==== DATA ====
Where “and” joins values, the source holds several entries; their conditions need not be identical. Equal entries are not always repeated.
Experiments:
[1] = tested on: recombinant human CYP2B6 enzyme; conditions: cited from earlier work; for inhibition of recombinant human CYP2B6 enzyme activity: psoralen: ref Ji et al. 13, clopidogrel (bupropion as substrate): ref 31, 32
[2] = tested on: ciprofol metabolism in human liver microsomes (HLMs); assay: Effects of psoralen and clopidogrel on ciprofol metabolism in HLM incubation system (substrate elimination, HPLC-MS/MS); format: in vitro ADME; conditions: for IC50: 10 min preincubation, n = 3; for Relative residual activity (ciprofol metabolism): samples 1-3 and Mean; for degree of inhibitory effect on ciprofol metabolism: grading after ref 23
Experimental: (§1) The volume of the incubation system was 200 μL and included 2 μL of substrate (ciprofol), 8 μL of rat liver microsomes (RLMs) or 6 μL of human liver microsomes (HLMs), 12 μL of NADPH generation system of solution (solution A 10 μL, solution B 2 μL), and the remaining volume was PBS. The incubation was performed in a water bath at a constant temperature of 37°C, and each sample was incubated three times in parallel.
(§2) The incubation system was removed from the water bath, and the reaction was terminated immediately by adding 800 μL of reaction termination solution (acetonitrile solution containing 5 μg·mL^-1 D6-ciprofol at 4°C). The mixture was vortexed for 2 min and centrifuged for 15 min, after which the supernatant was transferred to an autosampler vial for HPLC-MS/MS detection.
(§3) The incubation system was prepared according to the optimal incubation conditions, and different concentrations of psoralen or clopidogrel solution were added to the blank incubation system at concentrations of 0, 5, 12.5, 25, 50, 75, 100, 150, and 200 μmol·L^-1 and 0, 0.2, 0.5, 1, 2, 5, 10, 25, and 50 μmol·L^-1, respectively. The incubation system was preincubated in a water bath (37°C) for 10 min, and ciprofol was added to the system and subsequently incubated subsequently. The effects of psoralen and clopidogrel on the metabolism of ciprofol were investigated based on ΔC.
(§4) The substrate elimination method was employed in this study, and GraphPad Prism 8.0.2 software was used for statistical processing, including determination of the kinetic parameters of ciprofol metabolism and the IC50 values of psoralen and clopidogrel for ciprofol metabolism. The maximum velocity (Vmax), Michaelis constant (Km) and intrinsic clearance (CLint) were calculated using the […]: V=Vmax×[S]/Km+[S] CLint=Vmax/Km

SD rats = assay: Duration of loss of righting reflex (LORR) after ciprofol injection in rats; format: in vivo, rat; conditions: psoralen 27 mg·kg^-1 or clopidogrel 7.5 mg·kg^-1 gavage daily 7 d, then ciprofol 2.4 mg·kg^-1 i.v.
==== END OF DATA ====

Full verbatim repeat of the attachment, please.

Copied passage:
Where “and” joins values, the source holds several entries; their conditions need not be identical. Equal entries are not always repeated.
Experiments:
[1] = tested on: recombinant human CYP2B6 enzyme; conditions: cited from earlier work; for inhibition of recombinant human CYP2B6 enzyme activity: psoralen: ref Ji et al. 13, clopidogrel (bupropion as substrate): ref 31, 32
[2] = tested on: ciprofol metabolism in human liver microsomes (HLMs); assay: Effects of psoralen and clopidogrel on ciprofol metabolism in HLM incubation system (substrate elimination, HPLC-MS/MS); format: in vitro ADME; conditions: for IC50: 10 min preincubation, n = 3; for Relative residual activity (ciprofol metabolism): samples 1-3 and Mean; for degree of inhibitory effect on ciprofol metabolism: grading after ref 23
Experimental: (§1) The volume of the incubation system was 200 μL and included 2 μL of substrate (ciprofol), 8 μL of rat liver microsomes (RLMs) or 6 μL of human liver microsomes (HLMs), 12 μL of NADPH generation system of solution (solution A 10 μL, solution B 2 μL), and the remaining volume was PBS. The incubation was performed in a water bath at a constant temperature of 37°C, and each sample was incubated three times in parallel.
(§2) The incubation system was removed from the water bath, and the reaction was terminated immediately by adding 800 μL of reaction termination solution (acetonitrile solution containing 5 μg·mL^-1 D6-ciprofol at 4°C). The mixture was vortexed for 2 min and centrifuged for 15 min, after which the supernatant was transferred to an autosampler vial for HPLC-MS/MS detection.
(§3) The incubation system was prepared according to the optimal incubation conditions, and different concentrations of psoralen or clopidogrel solution were added to the blank incubation system at concentrations of 0, 5, 12.5, 25, 50, 75, 100, 150, and 200 μmol·L^-1 and 0, 0.2, 0.5, 1, 2, 5, 10, 25, and 50 μmol·L^-1, respectively. The incubation system was preincubated in a water bath (37°C) for 10 min, and ciprofol was added to the system and subsequently incubated subsequently. The effects of psoralen and clopidogrel on the metabolism of ciprofol were investigated based on ΔC.
(§4) The substrate elimination method was employed in this study, and GraphPad Prism 8.0.2 software was used for statistical processing, including determination of the kinetic parameters of ciprofol metabolism and the IC50 values of psoralen and clopidogrel for ciprofol metabolism. The maximum velocity (Vmax), Michaelis constant (Km) and intrinsic clearance (CLint) were calculated using the […]: V=Vmax×[S]/Km+[S] CLint=Vmax/Km

SD rats = assay: Duration of loss of righting reflex (LORR) after ciprofol injection in rats; format: in vivo, rat; conditions: psoralen 27 mg·kg^-1 or clopidogrel 7.5 mg·kg^-1 gavage daily 7 d, then ciprofol 2.4 mg·kg^-1 i.v.